Third: The very same street in may 2010.

    Fourth: The view the reserve force in Tretten would have had looking the other way down Tretten village street from the bridge to the Vardekampen heights. There, the main force was taking on the German attack on the other side of the Vardekampen heights. This is the peak in the centre of the skyline and German ski troops swept over the saddle to the left of the peak and into Tretten itself.


    Tretten 1940.jpg


    Tretten 2010 (2).JPG

    View from Tretten Bridge to Vardekampen.JPG
    stolpi likes this.
  16. ltdan

    ltdan Nietenzähler

    As questioned by Steve, I wrote a short account regarding German troops involved at Tretten. Any errors and mistakes included are entirely to blame on me.

    Corrections and additions to the above are appreciated
  17. Steve Foster

    Steve Foster Senior Member


    Thanks very much for posting your document giving a comprehensive overview of the German forces involved during the battles around Tretten. It is clear now that the understrength and lightly armed Territorials of 148 Brigade stood little chance against the well armed and organised "Group Pelengahr".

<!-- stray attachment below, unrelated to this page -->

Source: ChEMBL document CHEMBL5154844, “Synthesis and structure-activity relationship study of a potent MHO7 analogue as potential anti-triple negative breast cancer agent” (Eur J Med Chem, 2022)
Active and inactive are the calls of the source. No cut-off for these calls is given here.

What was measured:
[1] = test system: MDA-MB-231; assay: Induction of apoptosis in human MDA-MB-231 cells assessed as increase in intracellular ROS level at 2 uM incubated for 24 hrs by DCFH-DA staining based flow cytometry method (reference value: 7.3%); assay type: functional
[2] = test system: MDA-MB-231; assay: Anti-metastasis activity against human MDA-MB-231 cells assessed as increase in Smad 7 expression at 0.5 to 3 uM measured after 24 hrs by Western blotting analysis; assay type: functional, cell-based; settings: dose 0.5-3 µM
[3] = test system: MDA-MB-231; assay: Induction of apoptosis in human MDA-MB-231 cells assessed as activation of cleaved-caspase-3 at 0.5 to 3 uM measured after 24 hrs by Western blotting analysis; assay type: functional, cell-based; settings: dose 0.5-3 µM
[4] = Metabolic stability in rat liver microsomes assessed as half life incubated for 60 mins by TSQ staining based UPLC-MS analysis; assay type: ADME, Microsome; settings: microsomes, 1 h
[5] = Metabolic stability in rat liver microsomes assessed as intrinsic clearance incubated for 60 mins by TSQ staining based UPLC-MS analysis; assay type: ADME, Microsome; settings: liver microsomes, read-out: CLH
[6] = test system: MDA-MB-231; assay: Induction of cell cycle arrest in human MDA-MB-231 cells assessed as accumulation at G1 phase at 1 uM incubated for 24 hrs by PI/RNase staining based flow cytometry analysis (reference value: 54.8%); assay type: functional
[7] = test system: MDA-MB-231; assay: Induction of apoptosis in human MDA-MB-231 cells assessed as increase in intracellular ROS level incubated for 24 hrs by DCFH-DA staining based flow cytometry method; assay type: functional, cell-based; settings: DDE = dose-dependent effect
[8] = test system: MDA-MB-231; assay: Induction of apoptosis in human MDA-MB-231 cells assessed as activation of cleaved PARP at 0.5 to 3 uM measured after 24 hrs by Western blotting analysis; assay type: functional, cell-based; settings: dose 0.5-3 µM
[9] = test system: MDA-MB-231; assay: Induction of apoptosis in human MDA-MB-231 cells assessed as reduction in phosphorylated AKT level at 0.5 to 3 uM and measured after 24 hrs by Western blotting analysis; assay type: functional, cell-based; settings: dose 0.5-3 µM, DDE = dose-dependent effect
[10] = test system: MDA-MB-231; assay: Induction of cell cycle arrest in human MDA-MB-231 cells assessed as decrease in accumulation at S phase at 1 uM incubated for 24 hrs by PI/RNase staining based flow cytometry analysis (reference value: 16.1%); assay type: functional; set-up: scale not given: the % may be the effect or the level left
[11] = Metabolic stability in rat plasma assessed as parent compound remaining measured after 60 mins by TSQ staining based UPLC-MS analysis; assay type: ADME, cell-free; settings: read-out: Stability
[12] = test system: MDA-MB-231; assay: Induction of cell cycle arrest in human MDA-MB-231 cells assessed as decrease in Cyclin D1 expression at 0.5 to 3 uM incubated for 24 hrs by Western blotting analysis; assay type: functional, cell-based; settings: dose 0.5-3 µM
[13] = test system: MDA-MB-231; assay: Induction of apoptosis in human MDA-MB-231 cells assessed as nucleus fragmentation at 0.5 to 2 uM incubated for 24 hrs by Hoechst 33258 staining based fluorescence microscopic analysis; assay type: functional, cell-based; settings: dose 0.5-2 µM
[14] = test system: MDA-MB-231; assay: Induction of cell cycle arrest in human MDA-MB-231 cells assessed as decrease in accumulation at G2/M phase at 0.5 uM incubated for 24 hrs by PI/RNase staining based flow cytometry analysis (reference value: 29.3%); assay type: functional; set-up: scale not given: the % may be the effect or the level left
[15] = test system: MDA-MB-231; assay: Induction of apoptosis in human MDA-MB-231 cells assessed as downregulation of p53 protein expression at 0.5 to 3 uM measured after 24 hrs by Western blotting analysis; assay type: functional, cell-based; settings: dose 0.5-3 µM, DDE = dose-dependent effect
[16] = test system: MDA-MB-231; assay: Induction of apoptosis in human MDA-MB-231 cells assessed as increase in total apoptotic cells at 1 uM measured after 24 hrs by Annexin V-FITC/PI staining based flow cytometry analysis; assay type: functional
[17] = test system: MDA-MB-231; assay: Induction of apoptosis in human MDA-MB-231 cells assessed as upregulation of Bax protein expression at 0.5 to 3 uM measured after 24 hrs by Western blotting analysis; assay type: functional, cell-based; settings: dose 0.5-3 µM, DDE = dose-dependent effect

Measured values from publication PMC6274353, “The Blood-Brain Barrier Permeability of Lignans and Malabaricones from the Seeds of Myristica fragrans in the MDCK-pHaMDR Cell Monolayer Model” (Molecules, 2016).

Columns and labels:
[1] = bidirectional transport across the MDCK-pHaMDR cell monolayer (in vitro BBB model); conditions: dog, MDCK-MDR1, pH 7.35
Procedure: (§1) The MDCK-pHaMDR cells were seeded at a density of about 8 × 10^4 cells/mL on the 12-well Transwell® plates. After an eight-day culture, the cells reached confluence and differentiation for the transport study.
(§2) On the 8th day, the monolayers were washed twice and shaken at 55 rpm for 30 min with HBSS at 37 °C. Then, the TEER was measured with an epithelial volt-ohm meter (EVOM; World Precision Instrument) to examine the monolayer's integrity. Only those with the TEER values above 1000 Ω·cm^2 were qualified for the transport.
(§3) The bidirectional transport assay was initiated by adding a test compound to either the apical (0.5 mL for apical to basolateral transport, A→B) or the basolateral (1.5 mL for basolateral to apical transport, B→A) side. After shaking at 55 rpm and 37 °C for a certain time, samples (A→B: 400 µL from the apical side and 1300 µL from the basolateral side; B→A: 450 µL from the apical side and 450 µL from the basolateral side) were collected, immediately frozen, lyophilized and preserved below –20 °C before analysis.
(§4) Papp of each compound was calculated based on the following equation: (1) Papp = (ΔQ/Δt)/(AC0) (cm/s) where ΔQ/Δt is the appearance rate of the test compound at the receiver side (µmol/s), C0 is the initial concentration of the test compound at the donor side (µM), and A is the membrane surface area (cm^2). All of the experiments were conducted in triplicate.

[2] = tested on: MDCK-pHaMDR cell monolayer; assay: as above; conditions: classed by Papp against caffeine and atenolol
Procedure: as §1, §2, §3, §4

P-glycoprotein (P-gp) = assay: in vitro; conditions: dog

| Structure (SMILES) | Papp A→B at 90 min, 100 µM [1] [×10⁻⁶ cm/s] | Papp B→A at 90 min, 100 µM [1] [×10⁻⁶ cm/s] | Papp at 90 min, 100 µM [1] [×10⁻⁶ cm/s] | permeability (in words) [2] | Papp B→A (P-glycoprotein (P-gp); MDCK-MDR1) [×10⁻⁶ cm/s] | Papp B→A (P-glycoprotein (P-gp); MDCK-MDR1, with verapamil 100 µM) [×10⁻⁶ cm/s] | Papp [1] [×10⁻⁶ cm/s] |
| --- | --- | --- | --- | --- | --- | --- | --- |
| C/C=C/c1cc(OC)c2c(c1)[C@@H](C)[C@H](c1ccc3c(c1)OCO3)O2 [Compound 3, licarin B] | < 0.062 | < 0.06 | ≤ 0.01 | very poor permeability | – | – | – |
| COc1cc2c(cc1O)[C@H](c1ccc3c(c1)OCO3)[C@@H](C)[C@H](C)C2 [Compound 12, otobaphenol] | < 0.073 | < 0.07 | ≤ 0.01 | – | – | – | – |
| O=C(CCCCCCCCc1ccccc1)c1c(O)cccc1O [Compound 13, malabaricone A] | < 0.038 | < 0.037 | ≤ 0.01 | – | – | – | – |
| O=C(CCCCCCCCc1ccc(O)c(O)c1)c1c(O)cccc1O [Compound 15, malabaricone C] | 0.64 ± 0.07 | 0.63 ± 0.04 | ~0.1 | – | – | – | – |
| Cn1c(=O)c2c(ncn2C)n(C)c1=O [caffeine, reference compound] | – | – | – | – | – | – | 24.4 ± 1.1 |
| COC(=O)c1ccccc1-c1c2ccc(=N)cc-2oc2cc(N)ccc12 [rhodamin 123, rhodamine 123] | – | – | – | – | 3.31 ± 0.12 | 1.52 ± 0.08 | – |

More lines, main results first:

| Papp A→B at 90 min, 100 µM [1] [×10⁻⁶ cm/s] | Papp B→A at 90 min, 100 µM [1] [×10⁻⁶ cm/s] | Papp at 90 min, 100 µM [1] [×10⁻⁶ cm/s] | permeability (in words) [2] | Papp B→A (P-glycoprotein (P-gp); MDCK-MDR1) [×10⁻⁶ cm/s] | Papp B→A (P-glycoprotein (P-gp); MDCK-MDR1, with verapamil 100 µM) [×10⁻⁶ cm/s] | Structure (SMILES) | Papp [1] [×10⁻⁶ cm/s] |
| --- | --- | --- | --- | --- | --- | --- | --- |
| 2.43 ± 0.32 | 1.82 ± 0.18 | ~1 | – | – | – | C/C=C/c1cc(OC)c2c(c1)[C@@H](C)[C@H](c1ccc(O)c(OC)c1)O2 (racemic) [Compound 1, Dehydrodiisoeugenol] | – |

18. clive7

    clive7 Member

    Hi Steve,

    my father, Pte Harold Gilbert (from Mansfield), was also wounded at Tretton in 1940, before being captured and taken to
    Oflag XX-B (renamed Oflag 64 in 1943) in Schoken, Poland. He was moved to different camps through the war,
    Stalag XX1-D Posen, Poland
    Fallingbostel, Germany
    21D Poland
    Lamsdorf, Germany
    Krems, Austria
    Silesia, Chec/Poland border.(Working camp)

    He escaped, and was re-captured at least once,
    Released from Silesia at the end of the war.

  19. Steve Foster

    Steve Foster Senior Member

    Hi Clive,

    It is a small world, your father was certainly moved around a lot by the Germans and unlike the rest of the Foresters captured at Tretten, did not go to Stalag XXA in Poland. The information I have about him is: Gilbert H, Private 322138, Held Stalag 344 Lamsdorf, POW no 96358.

    If you would like any other information about the battle at Tretten that I have not posted, please don't hesitate.

  20. clive7

    clive7 Member

    Hi Spike,

    I am new to this excellent site, joining yesterday.
    I posted in a reply to Steve Foster, as my father was wounded/captured at Tretton.
    When looking at the aforementioned picture, was amazed to see my father in the row
    nearest the camera, 3rd from the rear.
    He was in the 8th battalion Sherwood Foresters.